The platform allows participants to acquire DAO tokens, then vote on the most viable project to fund in the platform. The platform uses smart contracts in which rules and regulations are created and enforced digitally. The smart contracts are self-executing programs that dole funds and determine whether any particular project has received enough votes to get the required funds.

Dao smart contracts emulate and run on the Ethereum network in which contributors have an ultimate say instead of just a few individuals at the top. Everyone with a stake contributes to the decision-making process. The system relies on ‘wisdom of crowds.’ By holding Dao tokens, participants have an opportunity in deciding which projects to fund within the system.

The smart contracts were programmed in such a manner that they can only release funds towards a given project if and only if certain preprogrammed rules are adhered to. The developers assert that the platform was to guarantee democracy in organizations. Participants must agree on any changes to be made including instituting new rules or amending existing ones.

All decisions regarding the development of the platform and funding of proposals put forward by the members were made through voting. Once a contractor presented their project, a group of volunteers called curators would check the identity of the contractors to confirm their legality and then list their projects. Members then vote for these projects with the project receiving the highest level of support getting allocated the funds if it meets all the requirements and regulations of the platform.

Here is a simple step by step process on how the system works

  • Developers write smart contracts on the platform. These are rules that will govern the system.
  • Participants fund the system and receive tokens in an Initial Coin Offering (ICO).
  • Participants with DAO tokens can now begin making proposals for various projects.
  • Members vote to decide which project is viable for funding.
  • The system releases the funds for the project that members approve and which is within the system’s rules and regulations.

Issues with Dao

Dao had the most popular and biggest crowd sale in the history of cryptocurrency crowd sales. It raised over $150m from approximately 11,000 participants surpassing the creators’ expectations.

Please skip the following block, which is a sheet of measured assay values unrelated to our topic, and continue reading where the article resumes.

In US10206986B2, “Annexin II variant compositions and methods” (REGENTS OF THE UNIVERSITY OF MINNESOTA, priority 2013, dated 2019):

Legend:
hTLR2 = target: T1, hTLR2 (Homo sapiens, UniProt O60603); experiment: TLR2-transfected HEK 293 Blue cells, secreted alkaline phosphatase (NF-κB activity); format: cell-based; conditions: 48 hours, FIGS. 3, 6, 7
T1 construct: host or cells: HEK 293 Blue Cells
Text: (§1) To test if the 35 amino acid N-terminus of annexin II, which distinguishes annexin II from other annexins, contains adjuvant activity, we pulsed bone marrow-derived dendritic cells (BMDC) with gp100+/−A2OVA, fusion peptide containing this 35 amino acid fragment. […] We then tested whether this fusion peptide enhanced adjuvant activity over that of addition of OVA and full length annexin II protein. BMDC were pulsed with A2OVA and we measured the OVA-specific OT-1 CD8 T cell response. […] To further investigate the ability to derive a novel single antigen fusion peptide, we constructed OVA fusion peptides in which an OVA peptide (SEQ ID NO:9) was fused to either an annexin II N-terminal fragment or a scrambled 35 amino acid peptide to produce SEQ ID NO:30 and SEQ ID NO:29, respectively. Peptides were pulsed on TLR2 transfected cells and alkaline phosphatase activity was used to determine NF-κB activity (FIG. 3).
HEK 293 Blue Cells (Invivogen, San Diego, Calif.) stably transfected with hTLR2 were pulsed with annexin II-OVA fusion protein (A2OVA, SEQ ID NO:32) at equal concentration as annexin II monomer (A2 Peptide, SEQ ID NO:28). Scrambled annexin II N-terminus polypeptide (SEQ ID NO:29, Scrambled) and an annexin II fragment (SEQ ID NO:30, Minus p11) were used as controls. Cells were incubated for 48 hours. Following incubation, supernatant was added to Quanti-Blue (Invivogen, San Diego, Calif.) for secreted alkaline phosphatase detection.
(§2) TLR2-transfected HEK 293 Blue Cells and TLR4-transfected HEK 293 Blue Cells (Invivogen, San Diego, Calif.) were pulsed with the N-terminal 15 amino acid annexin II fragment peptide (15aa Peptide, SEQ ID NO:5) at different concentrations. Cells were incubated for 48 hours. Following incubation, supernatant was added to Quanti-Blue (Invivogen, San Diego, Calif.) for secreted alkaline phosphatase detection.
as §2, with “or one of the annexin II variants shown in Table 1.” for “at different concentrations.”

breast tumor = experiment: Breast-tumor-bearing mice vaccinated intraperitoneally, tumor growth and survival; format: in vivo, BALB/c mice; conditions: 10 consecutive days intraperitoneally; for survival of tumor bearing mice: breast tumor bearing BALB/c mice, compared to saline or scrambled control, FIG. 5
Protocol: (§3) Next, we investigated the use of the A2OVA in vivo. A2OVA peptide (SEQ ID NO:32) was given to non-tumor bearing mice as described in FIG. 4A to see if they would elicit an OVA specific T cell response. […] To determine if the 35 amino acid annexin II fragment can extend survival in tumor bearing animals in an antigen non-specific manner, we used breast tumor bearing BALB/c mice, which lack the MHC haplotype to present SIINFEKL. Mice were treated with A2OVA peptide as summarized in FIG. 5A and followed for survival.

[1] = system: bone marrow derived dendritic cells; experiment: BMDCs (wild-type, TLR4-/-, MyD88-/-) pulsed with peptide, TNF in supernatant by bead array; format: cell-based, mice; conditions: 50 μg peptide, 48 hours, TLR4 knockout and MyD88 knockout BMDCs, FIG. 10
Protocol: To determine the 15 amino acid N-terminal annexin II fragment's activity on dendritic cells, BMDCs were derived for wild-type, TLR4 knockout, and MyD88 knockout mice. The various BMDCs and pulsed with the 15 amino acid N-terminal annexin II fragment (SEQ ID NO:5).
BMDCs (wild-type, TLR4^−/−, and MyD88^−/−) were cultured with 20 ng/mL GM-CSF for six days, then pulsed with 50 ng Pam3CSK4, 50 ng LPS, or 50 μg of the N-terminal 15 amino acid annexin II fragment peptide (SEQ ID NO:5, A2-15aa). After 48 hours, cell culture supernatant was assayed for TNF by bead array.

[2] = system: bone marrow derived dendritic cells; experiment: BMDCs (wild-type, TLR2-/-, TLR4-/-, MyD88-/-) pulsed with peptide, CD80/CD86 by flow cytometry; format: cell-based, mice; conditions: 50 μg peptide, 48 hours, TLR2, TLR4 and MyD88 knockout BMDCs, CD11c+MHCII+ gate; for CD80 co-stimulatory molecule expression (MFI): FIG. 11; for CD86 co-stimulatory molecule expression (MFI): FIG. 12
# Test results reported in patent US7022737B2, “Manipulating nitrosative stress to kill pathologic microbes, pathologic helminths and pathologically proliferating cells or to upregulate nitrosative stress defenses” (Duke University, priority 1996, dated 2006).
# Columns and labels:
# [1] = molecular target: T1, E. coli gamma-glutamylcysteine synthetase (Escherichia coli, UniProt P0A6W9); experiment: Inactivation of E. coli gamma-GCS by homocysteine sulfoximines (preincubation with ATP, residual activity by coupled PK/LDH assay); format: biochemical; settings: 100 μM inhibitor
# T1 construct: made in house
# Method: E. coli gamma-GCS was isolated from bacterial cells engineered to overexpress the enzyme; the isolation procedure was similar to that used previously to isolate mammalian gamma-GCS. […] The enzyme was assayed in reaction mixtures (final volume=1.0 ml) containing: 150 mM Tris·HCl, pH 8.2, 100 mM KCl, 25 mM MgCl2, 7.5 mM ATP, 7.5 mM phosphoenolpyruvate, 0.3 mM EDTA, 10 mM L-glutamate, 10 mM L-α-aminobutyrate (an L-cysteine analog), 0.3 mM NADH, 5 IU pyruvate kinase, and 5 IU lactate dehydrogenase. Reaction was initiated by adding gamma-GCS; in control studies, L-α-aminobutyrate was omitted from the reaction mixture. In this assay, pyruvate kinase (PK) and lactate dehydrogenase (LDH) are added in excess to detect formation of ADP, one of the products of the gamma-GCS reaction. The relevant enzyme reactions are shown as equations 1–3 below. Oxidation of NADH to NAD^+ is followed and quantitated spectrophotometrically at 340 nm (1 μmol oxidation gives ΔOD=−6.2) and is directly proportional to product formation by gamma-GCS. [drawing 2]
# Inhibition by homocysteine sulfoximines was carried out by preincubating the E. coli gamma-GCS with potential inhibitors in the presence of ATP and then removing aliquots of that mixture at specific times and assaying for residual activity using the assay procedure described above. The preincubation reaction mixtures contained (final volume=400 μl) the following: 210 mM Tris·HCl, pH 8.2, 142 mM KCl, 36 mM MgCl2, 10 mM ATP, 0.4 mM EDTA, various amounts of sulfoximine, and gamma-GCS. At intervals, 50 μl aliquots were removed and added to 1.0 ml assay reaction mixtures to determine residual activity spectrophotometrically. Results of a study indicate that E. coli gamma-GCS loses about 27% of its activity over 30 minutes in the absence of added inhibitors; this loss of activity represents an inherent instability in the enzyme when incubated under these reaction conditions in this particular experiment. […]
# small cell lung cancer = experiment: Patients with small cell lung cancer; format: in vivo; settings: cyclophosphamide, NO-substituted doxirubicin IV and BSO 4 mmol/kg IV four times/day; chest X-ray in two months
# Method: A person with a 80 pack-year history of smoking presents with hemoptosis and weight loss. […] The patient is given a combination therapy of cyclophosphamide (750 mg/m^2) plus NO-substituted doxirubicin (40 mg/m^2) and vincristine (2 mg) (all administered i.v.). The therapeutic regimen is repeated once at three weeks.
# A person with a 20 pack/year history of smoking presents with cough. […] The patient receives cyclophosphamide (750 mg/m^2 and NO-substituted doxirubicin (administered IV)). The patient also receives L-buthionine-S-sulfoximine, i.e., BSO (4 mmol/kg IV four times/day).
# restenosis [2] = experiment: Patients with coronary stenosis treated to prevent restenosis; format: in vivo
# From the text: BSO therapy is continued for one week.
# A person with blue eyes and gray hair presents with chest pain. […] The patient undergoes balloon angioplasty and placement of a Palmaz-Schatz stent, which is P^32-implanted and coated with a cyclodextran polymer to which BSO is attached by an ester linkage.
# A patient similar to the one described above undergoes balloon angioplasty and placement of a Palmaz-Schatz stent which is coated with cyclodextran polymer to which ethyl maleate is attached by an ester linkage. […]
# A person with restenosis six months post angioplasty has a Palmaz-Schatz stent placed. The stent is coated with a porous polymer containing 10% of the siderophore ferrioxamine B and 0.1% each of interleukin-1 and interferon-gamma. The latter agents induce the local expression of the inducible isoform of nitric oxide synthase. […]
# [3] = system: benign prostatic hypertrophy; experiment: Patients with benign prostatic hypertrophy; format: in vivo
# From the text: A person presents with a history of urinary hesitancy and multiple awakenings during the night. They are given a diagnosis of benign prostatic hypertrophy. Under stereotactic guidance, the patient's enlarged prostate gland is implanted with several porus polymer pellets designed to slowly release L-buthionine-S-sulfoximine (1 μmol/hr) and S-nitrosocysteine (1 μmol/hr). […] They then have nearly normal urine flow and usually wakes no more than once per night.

Dao developed serious issues just a few months after its launch in 2016. Dao smart contracts were its own weakness. It was impossible for a participant to change a contract once it was embedded on the Ethereum blockchain. This essentially meant that observers or the developers could not eliminate a bug if it were to be introduced into the system.

This weakness is what led to the Dao collapse. A hacker introduced a bug into the system and started draining funds from the system. Since the bug was technically following the set rules, the developers could do nothing about the hack.


  • Does not have a physical address or people in managerial positions.

Legal Liability

  • Lack of government regulation.
  • No corporate veil to protect investors.
  • Not clear what type of securities the DAO was selling.


  • Was hacked in 2016 and lost over $50 million worth of ether tokens.
  • Ethereum forked in Ethereum classic and Ethereum.
  • Complete transparency.
  • Autonomous governance.
  • Flexibility.
  • Curator control/failsafe.
  • Recursive call exploit.
  • Community review and external security audit.

The DAO Hack

Dao platform was hacked in July 2016 at block 1,920,000. Hackers exploited Dao’s vulnerability and transferred a third of the system’s funds to anonymous accounts.

Prior to the attack, Stephen Tual said on 12 June that they had found a “recursive call bug” but did not pose any threat to the system. Developers embarked on fixing this and other bugs to kick-start the Dao Ethereum system into operation. It is during the fixing process that an anonymous hacker simulated the developers’ approach and started draining DAO coins valued in ether from the system.

In a matter of just about six days, the hacker had managed to transfer more than 3.6 million worth of ether or about $60 million into a “child DAO” that had assumed a similar structure to the original platform. This led to the price of ether, Ethereum’s token to fall drastically from about $20 to $13.

Ethereum developers were forced to reverse the transaction history in the system to recover the funds, but this was against the agreed rules. This step brought about serious issues in the Dao community that led to an Ethereum hard fork. The original Ethereum network assumed the name Ethereum Classic while new crypto assumed the name Ethereum. Each network has its own cryptocurrency.